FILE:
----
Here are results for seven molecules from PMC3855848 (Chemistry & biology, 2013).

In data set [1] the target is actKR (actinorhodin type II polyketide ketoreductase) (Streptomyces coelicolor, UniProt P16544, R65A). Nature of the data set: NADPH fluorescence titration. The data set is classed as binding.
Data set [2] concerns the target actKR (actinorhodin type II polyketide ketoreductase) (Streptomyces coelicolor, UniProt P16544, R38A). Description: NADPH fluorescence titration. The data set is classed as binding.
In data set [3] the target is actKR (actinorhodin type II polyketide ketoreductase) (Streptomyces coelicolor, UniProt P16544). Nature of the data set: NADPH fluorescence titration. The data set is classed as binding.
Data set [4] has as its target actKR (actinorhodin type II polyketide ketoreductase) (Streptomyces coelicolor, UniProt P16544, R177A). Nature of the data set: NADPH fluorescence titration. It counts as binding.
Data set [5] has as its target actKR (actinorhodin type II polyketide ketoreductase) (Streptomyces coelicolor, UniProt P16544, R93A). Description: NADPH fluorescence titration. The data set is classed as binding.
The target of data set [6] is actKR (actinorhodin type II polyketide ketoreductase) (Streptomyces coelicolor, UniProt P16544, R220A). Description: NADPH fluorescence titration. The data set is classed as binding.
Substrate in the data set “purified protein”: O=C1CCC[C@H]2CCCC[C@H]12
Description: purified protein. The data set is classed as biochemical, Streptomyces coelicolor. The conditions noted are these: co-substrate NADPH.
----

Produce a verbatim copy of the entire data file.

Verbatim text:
Here are results for seven molecules from PMC3855848 (Chemistry & biology, 2013).

In data set [1] the target is actKR (actinorhodin type II polyketide ketoreductase) (Streptomyces coelicolor, UniProt P16544, R65A). Nature of the data set: NADPH fluorescence titration. The data set is classed as binding.
Data set [2] concerns the target actKR (actinorhodin type II polyketide ketoreductase) (Streptomyces coelicolor, UniProt P16544, R38A). Description: NADPH fluorescence titration. The data set is classed as binding.
In data set [3] the target is actKR (actinorhodin type II polyketide ketoreductase) (Streptomyces coelicolor, UniProt P16544). Nature of the data set: NADPH fluorescence titration. The data set is classed as binding.
Data set [4] has as its target actKR (actinorhodin type II polyketide ketoreductase) (Streptomyces coelicolor, UniProt P16544, R177A). Nature of the data set: NADPH fluorescence titration. It counts as binding.
Data set [5] has as its target actKR (actinorhodin type II polyketide ketoreductase) (Streptomyces coelicolor, UniProt P16544, R93A). Description: NADPH fluorescence titration. The data set is classed as binding.
The target of data set [6] is actKR (actinorhodin type II polyketide ketoreductase) (Streptomyces coelicolor, UniProt P16544, R220A). Description: NADPH fluorescence titration. The data set is classed as binding.
Substrate in the data set “purified protein”: O=C1CCC[C@H]2CCCC[C@H]12
Description: purified protein. The data set is classed as biochemical, Streptomyces coelicolor. The conditions noted are these: co-substrate NADPH.